20.Kiapasha, K., Darvishsefat, A., Julien, Y., Sobrino, J., Zargham,N., Attarod, P., Schaepman, M. 2017b. Trends in Phenological Parameters and Relationship Between Land Surface Phenology and Climate Data in the Hyrcanian Forests of Iran. In IEEE Journal of Selected Topics in Applied Earth Observations and Remote Sensing, 10: 11. 4961-4970.
21.Abdi, O., Shirvani, Z., and Buchroithner, M.F. 2018. Spatiotemporal drought evaluation of Hyrcanian deciduous forests and semiā€steppe rangelands using moderate resolution imaging spectroradiometer time series in Northeast Iran. Land Degrad Dev.29: 2525-2541.
22.Abdolalizadeh, Z., Ebrahimi, A., and Mostafazadeh, R. 2019. Landscape pattern change in Marakan protected area, Iran. Reg Environ Change.19: 1683-1699.
23.Abdolalizadeh, Z., Ghorbani, A., Mostafazadeh, R., and Moameri, M. 2020. Rangeland canopy cover estimation using Landsat OLI data and vegetation indices in Sabalan rangelands, Iran. Arabian Journal of Geoscience. 245: 13.
24.Akbarzadeh, M., and Mirhaji, S.T. 2006. Vegetation changes under precipitation in Steppic rangelands Rudshur. Iranian Journal of range and desert research.13: 3. 222-235. (In Persian)
25.Arefzadeh, M., Race Abbasi, H., Solar, M., Mahmoudzadeh, A., Shamsi, M., Farrokhi, H., Mohammadpour, T., Aghamalaei, E., Nodehi, F., and Shadloo, M. 2020. Khorasan Razavi Province, 10th grade, high school, Iran Textbook Publishing Company, Tehran, Iran. pp. 15-30. (In Persian)
26.Jafari, T., Maghami Moghim, Gh., and Azimian, M. 2020. North Khorasan Province, Tenth Grade, Secondary School, Iran Textbook Publishing Company, Tehran, Iran. 172p. (In Persian)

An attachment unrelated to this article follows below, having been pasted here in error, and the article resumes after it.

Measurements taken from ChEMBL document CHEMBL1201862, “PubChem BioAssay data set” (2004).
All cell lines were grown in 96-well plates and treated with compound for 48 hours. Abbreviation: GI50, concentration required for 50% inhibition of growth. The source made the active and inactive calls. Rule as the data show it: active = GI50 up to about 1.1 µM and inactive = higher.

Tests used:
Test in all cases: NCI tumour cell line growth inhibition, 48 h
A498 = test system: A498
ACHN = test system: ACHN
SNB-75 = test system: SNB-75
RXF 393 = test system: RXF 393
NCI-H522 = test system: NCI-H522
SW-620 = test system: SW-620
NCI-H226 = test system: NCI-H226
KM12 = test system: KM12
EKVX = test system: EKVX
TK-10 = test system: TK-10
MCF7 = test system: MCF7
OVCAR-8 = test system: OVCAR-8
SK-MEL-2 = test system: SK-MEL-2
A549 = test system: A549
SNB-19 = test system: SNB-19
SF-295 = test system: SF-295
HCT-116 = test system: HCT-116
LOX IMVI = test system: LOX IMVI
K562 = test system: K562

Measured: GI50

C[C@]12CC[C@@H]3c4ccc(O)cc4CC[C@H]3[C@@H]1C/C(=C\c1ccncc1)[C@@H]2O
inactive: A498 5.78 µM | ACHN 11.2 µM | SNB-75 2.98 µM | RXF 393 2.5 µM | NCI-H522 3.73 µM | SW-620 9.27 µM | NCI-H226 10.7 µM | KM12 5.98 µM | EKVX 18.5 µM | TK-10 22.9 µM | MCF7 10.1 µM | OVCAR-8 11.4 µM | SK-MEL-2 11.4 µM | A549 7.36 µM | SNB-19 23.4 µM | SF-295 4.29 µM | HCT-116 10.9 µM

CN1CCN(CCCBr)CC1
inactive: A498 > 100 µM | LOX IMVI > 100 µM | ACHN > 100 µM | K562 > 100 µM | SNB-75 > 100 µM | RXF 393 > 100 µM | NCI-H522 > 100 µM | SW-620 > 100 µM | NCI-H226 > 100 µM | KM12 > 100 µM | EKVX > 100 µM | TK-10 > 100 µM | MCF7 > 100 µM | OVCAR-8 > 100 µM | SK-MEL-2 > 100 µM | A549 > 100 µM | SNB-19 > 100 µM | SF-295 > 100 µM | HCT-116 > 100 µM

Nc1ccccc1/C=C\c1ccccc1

27.Tucker, C.J. 1979, Red and photographic infrared linear combinations for monitoring vegetation. Remote Sensing of Environment. 8: 127-150.
28.Wu, D., Wu, H., Zhao, X., Zhou, T., Tang, B., Zhao, W., and Jia, K. 2014. Evaluation of Spatiotemporal Variations of Global Fractional Vegetation Cover Based on GIMMS NDVI Datafrom 1982 to 2011. Remote Sensing.6: 5. 4217-4239.
29.De Jong, R., de Bruin, S., de Wit, A., Schaepman, M.E., and Dent, D.L. 2011. Analysis of monotonic greening and browning trends from global NDVI time-series. Remote Sensing of Environment. 115: 2. 692-702.
30.Masihpour, M., Darvish Sefat, A., and Rahmani, R. 2019. Analysis of long-term trend of vegetation changes using MODIS-NDVI time series (Case study: Kurdistan province). Forests and wood products (Iranian natural resources).
72: 3. 193-204. (In Persian)